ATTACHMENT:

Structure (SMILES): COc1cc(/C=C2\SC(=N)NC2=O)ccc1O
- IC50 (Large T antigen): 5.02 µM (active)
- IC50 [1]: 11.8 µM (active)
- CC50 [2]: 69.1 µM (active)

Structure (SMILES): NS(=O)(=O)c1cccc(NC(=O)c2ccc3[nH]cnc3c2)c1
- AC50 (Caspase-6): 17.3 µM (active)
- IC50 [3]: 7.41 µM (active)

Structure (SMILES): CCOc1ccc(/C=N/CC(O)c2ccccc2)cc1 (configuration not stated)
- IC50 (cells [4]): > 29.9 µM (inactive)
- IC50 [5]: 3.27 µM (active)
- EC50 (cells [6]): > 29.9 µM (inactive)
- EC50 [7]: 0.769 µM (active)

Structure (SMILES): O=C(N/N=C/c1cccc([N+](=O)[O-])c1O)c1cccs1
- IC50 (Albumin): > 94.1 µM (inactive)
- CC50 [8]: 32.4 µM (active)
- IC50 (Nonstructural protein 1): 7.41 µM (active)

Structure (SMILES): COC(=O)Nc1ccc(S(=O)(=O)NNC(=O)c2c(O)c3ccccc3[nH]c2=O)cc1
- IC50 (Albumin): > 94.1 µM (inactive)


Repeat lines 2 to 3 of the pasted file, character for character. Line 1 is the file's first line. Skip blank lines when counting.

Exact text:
- IC50 (Large T antigen): 5.02 µM (active)
- IC50 [1]: 11.8 µM (active)